The Socio-Economic Dimension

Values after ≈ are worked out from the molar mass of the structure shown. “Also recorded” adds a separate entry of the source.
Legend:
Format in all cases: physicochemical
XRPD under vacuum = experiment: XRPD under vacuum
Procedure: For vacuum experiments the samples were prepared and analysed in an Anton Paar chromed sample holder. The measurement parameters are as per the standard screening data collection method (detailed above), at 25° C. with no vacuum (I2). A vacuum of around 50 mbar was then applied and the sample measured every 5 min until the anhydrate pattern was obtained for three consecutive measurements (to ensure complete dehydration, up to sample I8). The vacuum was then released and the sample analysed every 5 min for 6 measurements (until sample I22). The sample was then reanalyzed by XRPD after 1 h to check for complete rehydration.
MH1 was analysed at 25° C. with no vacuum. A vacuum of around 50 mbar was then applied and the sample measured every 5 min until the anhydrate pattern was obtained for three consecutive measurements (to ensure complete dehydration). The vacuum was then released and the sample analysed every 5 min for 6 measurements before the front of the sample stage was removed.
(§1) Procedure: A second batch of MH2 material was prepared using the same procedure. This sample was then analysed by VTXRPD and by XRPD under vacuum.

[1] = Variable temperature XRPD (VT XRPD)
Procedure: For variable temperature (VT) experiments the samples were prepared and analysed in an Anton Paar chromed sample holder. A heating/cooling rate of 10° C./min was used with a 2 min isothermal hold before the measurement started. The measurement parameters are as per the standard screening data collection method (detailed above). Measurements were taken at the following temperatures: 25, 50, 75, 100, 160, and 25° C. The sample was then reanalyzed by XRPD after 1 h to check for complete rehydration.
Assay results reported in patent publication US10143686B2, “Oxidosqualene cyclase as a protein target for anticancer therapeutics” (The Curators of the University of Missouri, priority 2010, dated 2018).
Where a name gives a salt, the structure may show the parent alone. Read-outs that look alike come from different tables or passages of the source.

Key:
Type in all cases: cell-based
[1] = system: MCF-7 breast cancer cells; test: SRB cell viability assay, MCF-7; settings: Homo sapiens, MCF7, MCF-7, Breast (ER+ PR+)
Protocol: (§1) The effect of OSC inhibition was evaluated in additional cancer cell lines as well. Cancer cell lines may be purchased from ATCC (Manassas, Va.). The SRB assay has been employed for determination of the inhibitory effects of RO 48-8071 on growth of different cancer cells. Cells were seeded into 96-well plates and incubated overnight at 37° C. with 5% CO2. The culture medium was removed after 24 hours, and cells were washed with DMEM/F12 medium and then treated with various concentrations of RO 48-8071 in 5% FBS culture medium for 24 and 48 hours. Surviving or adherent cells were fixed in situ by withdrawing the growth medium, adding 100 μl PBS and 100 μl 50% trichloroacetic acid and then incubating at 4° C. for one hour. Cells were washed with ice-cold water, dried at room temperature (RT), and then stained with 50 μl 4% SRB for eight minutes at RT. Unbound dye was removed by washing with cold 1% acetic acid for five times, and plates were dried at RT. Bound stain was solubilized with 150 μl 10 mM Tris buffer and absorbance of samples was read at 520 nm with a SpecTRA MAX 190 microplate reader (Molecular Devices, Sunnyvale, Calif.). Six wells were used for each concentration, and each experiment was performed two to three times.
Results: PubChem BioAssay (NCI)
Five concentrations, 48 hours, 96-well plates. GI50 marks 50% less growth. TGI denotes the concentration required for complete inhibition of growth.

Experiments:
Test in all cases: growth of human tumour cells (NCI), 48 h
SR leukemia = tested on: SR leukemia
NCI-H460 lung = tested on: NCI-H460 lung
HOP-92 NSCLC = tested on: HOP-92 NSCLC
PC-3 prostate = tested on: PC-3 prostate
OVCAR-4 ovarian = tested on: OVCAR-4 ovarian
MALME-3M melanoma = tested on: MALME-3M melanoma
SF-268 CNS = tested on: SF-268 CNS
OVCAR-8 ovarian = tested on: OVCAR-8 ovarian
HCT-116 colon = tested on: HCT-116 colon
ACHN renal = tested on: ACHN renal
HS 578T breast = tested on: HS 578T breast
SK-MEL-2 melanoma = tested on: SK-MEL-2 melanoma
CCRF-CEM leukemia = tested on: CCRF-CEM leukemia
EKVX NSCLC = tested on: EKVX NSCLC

The third component of successful peace building is a program to jump-start the stalled economies of post-civil war states. The predominant approach to reform in the socioeconomic dimension of peace building has been the use of structural adjustment programs, coordinated by the International Monetary Fund (IMF) (Hartzell, Hoddie and Bauer 2010; Paris 2004). These reform packages emphasize restrictions on government spending, deficit reduction, trade liberalization, higher taxes, and the privatization of state-controlled industries (Flores and Nooruddin 2009; Noruddin and Simmons 2006). Although IMF adjustment policies are intended to create liberal economies where the state’s role is limited, studies indicate that such austere measures can exacerbate tensions in post-conflict states by reducing subsidies, employment, wages, and government investment (Cho 2004; Hartzell et al 2010; Paris 2004). When governments need to reduce deficits, they can either increase taxes or cut expenditures. Since the tax base in post-civil war countries is limited at best, most administrations choose to cut spending in order to meet IMF goals (Mahdavi 2004). These cuts usually target programs that provide economic and social assistance to the population, which disproportionately affects the most impoverished segments of society dependent on aid and who are unable to exit into the private sector (Nooruddin and Simmons 2006). By emphasizing balanced budgets and rapid liberalization, peace builders may increase the likelihood of renewed conflict by limiting the provision of critical public services (Zaum 2012).